Allusions in Bartleby the Scrivener by Herman Melville

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In “Bartleby, the Scrivener” the author, Herman Melville, uses indirect references to hint to many historical, literary, and biblical events. “Bartleby, the Scrivener” contains many allusions about important events that help connect this fictional story to actual events in Melville’s time period, before, and beyond. Melville uses allusions frequently throughout “Bartleby, the Scrivener” to help build connections with the real world and the fictitious world of this short story.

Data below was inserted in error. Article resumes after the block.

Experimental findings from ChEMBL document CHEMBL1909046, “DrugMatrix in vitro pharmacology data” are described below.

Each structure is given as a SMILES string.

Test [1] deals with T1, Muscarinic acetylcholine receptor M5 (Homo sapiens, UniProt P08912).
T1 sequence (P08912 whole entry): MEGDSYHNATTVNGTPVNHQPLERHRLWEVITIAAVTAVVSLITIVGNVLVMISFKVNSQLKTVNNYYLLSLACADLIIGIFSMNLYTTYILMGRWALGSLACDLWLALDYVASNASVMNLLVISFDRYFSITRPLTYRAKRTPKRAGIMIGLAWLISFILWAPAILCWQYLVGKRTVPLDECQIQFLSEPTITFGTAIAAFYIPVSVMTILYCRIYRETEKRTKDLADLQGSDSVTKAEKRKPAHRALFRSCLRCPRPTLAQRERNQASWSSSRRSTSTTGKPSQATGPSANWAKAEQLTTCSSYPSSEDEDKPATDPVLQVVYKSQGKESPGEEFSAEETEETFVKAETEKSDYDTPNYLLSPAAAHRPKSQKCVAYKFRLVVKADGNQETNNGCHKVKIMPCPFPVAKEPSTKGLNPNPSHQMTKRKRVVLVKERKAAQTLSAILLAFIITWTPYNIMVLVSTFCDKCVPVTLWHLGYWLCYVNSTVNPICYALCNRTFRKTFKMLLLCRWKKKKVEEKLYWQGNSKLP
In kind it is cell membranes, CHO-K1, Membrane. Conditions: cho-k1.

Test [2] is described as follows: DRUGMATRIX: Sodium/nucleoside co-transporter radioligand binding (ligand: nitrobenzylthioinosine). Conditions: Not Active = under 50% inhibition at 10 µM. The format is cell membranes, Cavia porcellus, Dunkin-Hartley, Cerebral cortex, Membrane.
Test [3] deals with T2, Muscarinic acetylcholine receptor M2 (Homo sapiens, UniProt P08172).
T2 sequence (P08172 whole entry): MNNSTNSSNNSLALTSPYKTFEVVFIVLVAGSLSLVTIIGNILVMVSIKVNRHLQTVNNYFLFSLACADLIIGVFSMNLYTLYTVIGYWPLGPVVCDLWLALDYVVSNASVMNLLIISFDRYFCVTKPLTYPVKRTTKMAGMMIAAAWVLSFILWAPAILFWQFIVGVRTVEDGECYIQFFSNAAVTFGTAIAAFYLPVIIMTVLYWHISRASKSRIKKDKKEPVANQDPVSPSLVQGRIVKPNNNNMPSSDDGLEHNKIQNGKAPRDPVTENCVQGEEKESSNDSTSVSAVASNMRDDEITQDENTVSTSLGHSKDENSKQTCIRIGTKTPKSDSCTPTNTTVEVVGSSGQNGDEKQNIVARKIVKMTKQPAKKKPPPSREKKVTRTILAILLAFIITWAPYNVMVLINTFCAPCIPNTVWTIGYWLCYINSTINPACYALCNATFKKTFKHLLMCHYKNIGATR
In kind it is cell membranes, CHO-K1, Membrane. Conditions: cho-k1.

One of the biggest allusions in “Bartleby, the Scrivener” is the comparison of Bartleby to Jesus. In the story the narrator is confronted by the new owner of the law offices. He asks the narrator if he knows who Bartleby is. The narrator replies with “I certainly cannot inform you. I know nothing about him” (Melville 29). In this instance the narrator is denying knowing who Bartleby is to keep himself from the problems that could occur. The narrator denied knowing Bartleby in the same way the Peter denied Jesus in The Bible. The narrator represents Peter, and Bartleby represents Jesus. When Peter was confronte...
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